Living most of life indoors can get your body clock out of phase. A fairly painless way to synch it is to spend a weekend camping, researchers say. Even the dim light of winter will do.
by ANGUS CHEN, NPR
It’s tempting to keep the computer running late and promise yourself an extra 30 minutes of bed rest in the morning. It’s tempting to do it again the next night, too. But sleep inevitably loses out to getting up early for school or work.
There’s a simple way to combat this: End all artificial lights at night for at least a weekend and drench your eyes in natural morning light, says Kenneth Wright, a professor of integrative physiology at the University of Colorado, Boulder and senior author on a study on resetting sleep cycles. The most straightforward way of doing this is to forbid any electronics on a camping trip.
In the study, published Thursday in Current Biology, Wright reports on the latest of a series of experiments where he sent people out camping in Colorado parks to reset their biological clocks. Small groups of people set out for a week during the summer, an experiment published in Current Biology in 2013.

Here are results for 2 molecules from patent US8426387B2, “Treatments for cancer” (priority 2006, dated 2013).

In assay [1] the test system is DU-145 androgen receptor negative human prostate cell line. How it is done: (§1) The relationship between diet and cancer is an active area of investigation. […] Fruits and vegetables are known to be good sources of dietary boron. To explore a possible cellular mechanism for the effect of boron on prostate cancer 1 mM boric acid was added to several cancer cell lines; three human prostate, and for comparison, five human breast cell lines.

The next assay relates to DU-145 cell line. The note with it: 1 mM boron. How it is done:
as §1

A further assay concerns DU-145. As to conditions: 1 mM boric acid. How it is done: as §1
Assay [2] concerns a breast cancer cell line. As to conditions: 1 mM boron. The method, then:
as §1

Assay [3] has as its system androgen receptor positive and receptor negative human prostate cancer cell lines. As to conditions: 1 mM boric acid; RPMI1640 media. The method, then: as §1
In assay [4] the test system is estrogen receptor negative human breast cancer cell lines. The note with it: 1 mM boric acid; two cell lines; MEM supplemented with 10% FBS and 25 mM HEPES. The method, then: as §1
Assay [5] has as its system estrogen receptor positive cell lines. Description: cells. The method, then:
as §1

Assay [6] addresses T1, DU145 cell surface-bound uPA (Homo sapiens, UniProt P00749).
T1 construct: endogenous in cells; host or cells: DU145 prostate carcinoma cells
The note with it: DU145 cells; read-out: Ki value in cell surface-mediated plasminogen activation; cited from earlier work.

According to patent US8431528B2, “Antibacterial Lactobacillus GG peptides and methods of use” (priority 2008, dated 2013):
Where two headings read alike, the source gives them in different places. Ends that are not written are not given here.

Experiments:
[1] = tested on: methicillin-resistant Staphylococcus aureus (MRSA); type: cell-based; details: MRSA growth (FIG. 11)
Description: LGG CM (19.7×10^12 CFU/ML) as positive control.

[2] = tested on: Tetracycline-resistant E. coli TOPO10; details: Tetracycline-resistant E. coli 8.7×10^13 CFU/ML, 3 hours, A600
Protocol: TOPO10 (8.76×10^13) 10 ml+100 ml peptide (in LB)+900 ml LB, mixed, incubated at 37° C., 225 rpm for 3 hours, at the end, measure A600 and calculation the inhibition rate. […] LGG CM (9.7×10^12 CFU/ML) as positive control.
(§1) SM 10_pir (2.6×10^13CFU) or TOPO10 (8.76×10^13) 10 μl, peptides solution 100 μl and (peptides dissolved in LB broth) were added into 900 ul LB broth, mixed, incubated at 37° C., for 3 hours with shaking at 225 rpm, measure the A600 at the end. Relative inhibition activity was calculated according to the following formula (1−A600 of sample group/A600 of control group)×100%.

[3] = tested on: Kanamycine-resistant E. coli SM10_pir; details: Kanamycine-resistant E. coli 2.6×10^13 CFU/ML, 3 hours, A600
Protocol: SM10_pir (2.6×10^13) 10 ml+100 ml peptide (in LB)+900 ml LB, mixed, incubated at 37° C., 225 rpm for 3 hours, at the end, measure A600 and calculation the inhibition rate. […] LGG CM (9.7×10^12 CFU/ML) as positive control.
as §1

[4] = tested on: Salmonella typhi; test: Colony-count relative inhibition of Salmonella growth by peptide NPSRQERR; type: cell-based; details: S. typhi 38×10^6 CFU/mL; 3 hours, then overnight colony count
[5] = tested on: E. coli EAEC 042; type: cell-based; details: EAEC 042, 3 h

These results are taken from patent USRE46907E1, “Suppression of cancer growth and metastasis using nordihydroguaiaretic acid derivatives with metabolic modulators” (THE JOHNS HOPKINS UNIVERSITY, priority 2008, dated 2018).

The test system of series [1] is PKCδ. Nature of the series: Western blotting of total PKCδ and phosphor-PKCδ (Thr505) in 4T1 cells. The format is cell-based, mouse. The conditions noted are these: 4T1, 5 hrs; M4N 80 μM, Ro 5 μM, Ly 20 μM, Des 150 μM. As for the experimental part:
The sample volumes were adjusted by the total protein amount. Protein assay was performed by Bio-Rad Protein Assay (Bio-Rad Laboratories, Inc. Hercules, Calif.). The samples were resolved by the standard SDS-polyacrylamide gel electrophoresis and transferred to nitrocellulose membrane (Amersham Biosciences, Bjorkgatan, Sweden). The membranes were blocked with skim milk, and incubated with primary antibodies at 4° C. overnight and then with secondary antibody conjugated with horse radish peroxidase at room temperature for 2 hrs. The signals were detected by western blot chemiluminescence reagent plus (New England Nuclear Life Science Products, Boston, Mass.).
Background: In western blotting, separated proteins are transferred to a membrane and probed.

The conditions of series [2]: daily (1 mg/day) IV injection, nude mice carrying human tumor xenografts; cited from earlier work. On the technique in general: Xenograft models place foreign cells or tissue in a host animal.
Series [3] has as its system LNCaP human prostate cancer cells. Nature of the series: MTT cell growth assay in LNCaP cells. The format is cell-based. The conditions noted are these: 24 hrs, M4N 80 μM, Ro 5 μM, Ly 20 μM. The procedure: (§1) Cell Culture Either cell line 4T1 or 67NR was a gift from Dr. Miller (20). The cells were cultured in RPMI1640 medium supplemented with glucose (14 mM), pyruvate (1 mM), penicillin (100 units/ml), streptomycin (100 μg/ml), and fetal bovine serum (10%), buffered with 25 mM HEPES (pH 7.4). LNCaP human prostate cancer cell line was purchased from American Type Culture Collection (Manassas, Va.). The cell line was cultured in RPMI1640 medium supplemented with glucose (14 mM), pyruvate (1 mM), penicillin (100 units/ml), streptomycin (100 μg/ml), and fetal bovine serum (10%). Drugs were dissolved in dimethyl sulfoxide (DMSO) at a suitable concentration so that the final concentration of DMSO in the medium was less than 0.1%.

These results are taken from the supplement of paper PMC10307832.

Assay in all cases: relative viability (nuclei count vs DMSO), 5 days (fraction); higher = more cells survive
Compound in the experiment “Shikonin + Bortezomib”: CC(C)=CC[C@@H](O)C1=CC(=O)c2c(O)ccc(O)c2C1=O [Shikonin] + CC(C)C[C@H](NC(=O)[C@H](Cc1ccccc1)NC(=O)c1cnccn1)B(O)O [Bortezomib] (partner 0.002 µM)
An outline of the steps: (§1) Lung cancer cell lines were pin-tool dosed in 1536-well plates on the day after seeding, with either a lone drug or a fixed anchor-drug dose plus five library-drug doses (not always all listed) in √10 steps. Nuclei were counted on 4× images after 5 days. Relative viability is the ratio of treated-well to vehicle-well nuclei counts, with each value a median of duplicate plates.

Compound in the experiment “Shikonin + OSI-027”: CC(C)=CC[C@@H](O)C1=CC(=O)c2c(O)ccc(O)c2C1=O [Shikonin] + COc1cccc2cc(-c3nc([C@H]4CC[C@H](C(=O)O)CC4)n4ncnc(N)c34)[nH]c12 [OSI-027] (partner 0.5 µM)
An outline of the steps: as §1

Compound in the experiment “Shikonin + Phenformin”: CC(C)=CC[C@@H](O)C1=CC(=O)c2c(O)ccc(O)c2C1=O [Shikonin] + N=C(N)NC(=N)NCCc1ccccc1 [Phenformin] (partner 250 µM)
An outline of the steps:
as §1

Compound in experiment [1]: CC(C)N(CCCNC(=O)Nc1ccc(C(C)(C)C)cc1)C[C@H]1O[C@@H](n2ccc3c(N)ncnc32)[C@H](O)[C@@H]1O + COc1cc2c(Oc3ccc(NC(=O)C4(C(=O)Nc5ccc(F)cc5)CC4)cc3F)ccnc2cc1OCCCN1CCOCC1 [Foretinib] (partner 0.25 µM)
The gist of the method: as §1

This most recent study shows the results of camping a week in winter and once over a winter weekend. Others stayed at home to live their life. Along with sleep, Wright kept track of people’s circadian rhythms by measuring their levels of the hormone melatonin, which regulates wakefulness and sleep.
Before each camping trip, Wright says that he noticed something odd about the study participants’ melatonin levels.
In general, melatonin makes us feel tired. Levels of the hormone rise a couple of hours before we sleep, and they fall right when we wake up. “In the modern environment, those melatonin levels fall back down a couple of hours after we wake up,” Wright says. “Our brains say we should be sleeping several hours after we wake up.” The participants’ sleep and wake times were slightly out of step with their internal clocks, like constantly being a little jet lagged.
But after people got back from a week-long camping trip, the jet lag was gone.
“[Melatonin] would go down at sunrise and right when people woke up,” Wright says. And people’s entire sleep schedules had shifted earlier so that they were going to bed and rising two or more hours earlier than they had been before camping. Those who had gone camping for just a weekend had their sleep schedules shifted by a little less than an hour and a half.